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Auto industry risks security breaches by underpaying white hat hackers

The auto industry lags behind others in cybersecurity, said Mohamed Ismail, chair of the department of electrical and computer engineering at Wayne State University in Detroit.

“With any new technology, this is a very typical situation,” he said. "When I started Wi-Fi and Bluetooth 25 years ago, it took years for these technologies to become perfect and mature."

Ismail estimates that the auto industry needs around five more years of research and development to produce millions of vehicles, mostly software-based vehicles that are very secure.

Friendly hackers will help the industry get there.

“Using the bug bounty platform has proven to be an effective way to put the knowledge and experience of the security community into action,” said Katja Liesenfeld, IT communications manager at Mercedes-Benz Cars & Vans said in an email. "We cannot give more technical details because the software is private."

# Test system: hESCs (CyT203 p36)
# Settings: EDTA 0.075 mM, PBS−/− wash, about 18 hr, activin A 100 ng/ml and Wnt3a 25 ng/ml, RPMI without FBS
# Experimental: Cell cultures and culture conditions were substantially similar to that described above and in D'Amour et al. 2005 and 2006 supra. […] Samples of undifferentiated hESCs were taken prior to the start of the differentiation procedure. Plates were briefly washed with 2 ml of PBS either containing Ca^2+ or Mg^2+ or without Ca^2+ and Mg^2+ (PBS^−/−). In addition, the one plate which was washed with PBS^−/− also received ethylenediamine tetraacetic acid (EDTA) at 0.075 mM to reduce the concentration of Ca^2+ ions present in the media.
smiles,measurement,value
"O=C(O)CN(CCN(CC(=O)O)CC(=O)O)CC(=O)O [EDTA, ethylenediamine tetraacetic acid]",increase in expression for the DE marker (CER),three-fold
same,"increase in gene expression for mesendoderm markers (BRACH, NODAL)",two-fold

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Automakers are reluctant to talk about their reward programs and cybersecurity issues. Ford, Jaguar Land Rover, Nissan, Stellantis and Subaru declined to discuss their cybersecurity programs with Automotive News. BMW, Porsche and Volkswagen did not respond to inquiries. Honda said it does not have a bug bounty program.

Most of the auto industry is proactive about cybersecurity issues, said Kevin Tierney, GM's director of cybersecurity and vice president of the Automotive Information Sharing and Analysis Center, better known as Auto-ISAC. The group of car manufacturers share information about cyber threats, vulnerabilities and possible incidents.

"Everyone is taking big steps and making big investments," Tierney said. "It's not always clear to the end consumer with everything that's going on."

General Motors started the bug bounty program in 2016. It's run by San Francisco-based HackerOne, which also runs programs for BMW, Ford, Rivian and Toyota.

HackerOne's automotive business jumped 400% from 2021 to 2022 as customers added services to their contracts. In addition to managing bug bounty management, HackerOne provides vulnerability detection and penetration testing software for online systems and other services.

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